Turning on the Lights: Deregulating the Market for Electricity
Consumers, industry and business have reaped enormous benefits from increased competition and innovation following the deregulation of major industries in the United States and other countries. In the U.S. deregulation of five major industries - natural gas, trucking, long-distance phone service, railroads and air travel - provides total annual benefits to consumers from price reductions and service quality improvements exceeding $50 billion.
Currently, state legislatures and the U.S. Congress are debating deregulation of the largest, most highly regulated monopolistic industry: electric power. Commercial and residential customers spend more than $200 billion a year for electricity. Of that amount $20 billion to $50 billion is unnecessary spending caused by regulatory inefficiencies. Regulation also causes electricity prices to vary widely from state to state...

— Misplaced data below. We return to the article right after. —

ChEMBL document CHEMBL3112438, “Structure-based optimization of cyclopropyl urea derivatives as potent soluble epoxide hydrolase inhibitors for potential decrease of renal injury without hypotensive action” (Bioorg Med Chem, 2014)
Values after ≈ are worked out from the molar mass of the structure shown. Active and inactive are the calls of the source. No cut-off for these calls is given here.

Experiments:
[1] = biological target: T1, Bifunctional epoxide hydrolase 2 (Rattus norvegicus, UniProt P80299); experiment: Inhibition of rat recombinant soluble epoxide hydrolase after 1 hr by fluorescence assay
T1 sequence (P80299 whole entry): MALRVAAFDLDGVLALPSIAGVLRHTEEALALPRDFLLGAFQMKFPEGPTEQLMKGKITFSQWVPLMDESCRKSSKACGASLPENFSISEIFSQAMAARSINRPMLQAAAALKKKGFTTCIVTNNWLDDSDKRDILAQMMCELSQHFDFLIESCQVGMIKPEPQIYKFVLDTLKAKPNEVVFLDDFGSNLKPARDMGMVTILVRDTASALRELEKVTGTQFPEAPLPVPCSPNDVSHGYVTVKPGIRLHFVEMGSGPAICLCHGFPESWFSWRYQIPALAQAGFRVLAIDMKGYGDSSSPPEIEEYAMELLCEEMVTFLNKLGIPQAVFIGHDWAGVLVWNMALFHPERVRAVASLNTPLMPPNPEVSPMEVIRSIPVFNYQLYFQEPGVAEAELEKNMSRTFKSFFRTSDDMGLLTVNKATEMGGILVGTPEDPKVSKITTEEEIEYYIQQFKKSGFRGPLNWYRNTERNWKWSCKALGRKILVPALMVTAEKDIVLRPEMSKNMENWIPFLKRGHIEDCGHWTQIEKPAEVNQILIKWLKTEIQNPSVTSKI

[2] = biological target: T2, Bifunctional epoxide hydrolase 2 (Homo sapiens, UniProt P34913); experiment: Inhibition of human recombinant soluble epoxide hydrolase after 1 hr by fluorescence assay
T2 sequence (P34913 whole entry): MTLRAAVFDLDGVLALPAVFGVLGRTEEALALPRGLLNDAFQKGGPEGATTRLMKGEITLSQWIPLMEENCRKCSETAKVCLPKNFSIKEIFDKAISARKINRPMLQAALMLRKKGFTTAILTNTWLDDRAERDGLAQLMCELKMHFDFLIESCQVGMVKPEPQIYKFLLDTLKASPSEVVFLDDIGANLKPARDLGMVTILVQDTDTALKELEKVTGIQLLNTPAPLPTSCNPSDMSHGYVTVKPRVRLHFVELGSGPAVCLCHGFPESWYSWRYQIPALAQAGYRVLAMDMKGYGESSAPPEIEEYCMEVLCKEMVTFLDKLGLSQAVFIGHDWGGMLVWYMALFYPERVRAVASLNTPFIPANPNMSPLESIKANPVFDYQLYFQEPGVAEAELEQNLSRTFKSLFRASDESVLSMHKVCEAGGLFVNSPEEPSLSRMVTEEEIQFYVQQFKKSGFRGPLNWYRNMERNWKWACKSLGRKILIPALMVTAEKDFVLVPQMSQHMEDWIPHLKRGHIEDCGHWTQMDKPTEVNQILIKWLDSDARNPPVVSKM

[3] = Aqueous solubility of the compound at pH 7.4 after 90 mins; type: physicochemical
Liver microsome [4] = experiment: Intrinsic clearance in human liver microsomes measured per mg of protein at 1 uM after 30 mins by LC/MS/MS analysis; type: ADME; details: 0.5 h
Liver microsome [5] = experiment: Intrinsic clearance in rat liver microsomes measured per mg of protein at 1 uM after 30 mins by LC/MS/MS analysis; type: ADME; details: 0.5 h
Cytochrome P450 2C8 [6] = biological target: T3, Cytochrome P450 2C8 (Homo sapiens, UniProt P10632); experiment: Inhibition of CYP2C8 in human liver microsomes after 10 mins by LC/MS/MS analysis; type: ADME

The Department of Energy's Energy Information Administration has estimated that just allowing competition in retail sales to consumers - without eliminating the costly inefficiencies of federal regulations - could lower electricity prices on average by as much as 6 percent to 13 percent within two years. A Clemson Universityersity study estimates that broader deregulation measures and competition would lower electricity prices by at least 13 percent and perhaps as much as 26 percent.
Smith, Vernon L., and Stephen Rassenti. “Turning on the Lights: Deregulating the Market for Electricity.” National Center for Policy Analysis Report #228. Oct. 1999. Web.
National Center for Policy Analysis